Mother thought she should try her hand at a little arbitration.
“Your Aunt’s did their bit for the war effort you know, dear.”
What spying for the Nazis.” Said Oddchild tossing his head back with mirth.

The tone of his voice and acerbic remark hadn’t gone down at all well. Father’s eyes bared down on him, Mother had lost her composure.
“I think you should apologise, said Mother, with her hands on her hips.
“Apologise for what.” Muttered Oddchild, reflecting on the rasp of his previous remark.
He turned to the two Aunts.
“It’s no wonder, neither of you got married, the pair of you will go to the grave crusty bitter virgins.”
Mother was the first to speak.
“Now you really have gone too far.” She said. Father paced up and down, he had taken off his paper crown by this point.
“I’ve never heard such a wicked remark.” Said Aunt Austere her face all creased up and severe.
“Turn your hearing aid up” muttered Oddchild sarcastically under his breath.
“What” barked Aunt Austere.
“Forget it.” Said Oddchild.
“Well I certainly won’t forget this Christmas” said Aunt Gimp mournfully.
And there it was just 364 days until the next torturous ritual of more of the same.


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Francis H Powell, author of Flight of Destiny, 22 quirky short stories…

I enjoyed these tales as they gave me a fantastic break from my daily routine and I enjoyed remembering them and day dreaming about them afterwards. They’re a little Ray Bradbury, a little Stephen King, but with Powell’s own unique twists. Very interesting read.

Meet the Residents of 22 (short stories by Francis H Powell )

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Meet some of the Residents of number (Flight of Destiny) 22… short stories.
full of Freaks, weirdos and tyrants.

Bugeyes (from the story Bugeyes)
Poor old Bugeyes, comes from a line of aristocrats with over-sized extended eyes. He is the victim of many an insult concerning those aforementioned eyes. He is rejected at birth by his Mother, and sent to live on the far-reaches of the family estate. His mother goes on to produce another two offspring, the first a male with acceptable sized eyes the other a sister, who like her oldest brother has large eyes and therefore suffers the same fate. Later curiosity drives Bugeyes to find out his true origin and by chance encounters his younger brother sibling. His younger brother is cruel and arrogant and is out to impress his friends, therefore sets the hunting dogs in hot pursuit of Bugeyes. Bugeyes does not speak much in this story, he may be silent but he smart and resourceful.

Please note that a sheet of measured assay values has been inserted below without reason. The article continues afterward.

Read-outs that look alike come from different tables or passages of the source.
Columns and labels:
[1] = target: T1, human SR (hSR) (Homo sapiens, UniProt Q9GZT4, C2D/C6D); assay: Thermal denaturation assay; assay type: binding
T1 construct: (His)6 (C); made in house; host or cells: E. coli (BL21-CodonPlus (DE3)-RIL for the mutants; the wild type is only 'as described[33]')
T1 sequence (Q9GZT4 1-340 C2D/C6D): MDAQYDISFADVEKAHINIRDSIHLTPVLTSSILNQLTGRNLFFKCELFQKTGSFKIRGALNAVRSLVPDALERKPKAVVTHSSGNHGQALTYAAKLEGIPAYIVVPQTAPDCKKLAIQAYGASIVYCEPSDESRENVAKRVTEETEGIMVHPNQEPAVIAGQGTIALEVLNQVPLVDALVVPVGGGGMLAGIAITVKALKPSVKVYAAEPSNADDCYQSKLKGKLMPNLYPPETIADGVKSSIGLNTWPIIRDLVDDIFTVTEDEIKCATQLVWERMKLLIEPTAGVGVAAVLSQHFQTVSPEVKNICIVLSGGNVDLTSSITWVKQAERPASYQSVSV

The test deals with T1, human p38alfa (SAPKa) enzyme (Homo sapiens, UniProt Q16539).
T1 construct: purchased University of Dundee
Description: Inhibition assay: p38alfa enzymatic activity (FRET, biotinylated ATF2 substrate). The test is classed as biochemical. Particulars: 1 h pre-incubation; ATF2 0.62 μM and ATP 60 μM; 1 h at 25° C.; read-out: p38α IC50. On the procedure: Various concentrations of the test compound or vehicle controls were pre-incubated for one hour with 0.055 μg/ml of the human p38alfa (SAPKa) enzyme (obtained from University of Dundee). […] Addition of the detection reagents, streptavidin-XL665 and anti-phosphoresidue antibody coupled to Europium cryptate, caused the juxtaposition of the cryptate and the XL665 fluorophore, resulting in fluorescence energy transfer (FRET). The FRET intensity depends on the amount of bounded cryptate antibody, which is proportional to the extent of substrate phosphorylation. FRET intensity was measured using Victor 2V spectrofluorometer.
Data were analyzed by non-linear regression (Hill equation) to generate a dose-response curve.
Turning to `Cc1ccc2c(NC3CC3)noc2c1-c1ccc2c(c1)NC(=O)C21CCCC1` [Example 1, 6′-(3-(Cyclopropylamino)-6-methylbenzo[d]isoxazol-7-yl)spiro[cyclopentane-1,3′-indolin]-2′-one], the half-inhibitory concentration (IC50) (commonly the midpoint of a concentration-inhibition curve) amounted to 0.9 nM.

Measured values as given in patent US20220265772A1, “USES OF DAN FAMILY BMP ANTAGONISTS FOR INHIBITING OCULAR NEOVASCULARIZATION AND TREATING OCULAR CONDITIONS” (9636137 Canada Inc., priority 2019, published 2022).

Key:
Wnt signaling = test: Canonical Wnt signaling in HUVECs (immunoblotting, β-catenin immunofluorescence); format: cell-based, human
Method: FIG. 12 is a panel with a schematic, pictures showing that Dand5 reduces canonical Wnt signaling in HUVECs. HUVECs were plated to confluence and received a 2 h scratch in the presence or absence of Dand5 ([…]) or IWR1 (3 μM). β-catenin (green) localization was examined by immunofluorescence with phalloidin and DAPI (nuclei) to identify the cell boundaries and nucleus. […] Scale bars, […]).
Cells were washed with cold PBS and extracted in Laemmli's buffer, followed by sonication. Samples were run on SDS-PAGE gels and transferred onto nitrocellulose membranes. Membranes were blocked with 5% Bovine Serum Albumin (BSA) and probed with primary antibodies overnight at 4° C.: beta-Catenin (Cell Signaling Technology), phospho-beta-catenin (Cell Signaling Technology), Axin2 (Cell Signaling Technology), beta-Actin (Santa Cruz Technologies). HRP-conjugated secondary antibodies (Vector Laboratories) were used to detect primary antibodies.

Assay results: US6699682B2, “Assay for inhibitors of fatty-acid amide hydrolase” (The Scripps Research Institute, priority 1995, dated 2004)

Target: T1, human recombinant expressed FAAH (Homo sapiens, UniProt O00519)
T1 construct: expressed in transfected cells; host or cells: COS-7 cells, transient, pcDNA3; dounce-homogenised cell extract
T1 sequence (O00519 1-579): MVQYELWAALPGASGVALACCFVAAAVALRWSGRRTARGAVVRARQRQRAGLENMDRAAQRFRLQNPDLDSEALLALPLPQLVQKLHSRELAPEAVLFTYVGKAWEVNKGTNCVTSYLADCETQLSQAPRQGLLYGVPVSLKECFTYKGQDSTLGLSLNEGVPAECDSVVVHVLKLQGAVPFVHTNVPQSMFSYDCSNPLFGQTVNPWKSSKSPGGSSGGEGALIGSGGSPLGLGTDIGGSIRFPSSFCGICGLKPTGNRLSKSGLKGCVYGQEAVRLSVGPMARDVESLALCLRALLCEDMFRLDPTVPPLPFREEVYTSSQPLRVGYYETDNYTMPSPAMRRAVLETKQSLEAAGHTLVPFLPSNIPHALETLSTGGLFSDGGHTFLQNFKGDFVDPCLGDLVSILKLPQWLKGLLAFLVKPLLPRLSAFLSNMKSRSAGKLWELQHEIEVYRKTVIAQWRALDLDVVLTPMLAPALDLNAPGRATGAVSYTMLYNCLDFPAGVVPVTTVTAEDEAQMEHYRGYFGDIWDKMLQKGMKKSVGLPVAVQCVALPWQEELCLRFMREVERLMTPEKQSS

Little Mite. (from the story Little Mite)
Little Mite is quite simply the younger sister from Hell. All is wonderfully set up for a marriage, between her older sister and the love of her life Conner. What could go wrong? It is a great match for both families, The Johnsons have money, the Dashvilles, an old family on the wane, need an injection of money. The family are in the midst of a lunch, which has been organized to make the final arrangements of the wedding. Little Mite excuses herself and takes Connor’s sweet younger brother Jed (who is her age) on an adventure in which he is super glued to her father’s coffee table. She also tortures the unfortunate Jed, whipping his legs with stinging nettles. She returns to the dining table, claiming a terrible accident has taken place. The adults don’t believe her and the Johnson family, leave the Dashville family, in disgust and the wedding in tatters. Little Mite’s prank has gone terribly wrong. She tries to win back her parents favor. She hides in a cupboard and plans to jump out. However this leads to a disaster, as her older sister convinces her father, that they have an intruder and he grabs his shooting rifle.
Excellency (from the story Maggot).

Excellency is quite simply a slime ball. Nobody quite knows his origins, he has risen up from nowhere and now resides in a regal palace. The story begins with a banquet. An equally odious character named Maggot, is trying to sell Excellency his daughter, to try to alleviate some of the debts, his circus accumulated. Excellency after some nervous bargaining finally agrees to buy the daughter, before whisking her off to have his wicked way with her. Unfortunately for Excellency, all does not go to plan and with the aid of a magic incantation, Excellency is stricken with an inexplicable malaise, in which all he tastes, and sees seems, explicably ugly. He has been cursed by the young circus girl, and all those sent to his aid, believe he is on the fast route to insanity.
The Duke (from the story Duke)
The Duke is a fraud. He has been sent to prison and indeed sentences to death, for some unexplained reason and is arrogantly treating his impending death as if he is on a short pleasurable short holiday. He treats the Prison Governor with contempt. He demands to be treated like a Duke, but as the story progresses he is found out, and is fraudulently using the title. Equally he is a bad husband and a terrible father, who has already gambles away his son’s inheritance. There are those in the prison who admire his panache and rules are laxed, in his favor. Duke is likable, but equally highly detestable.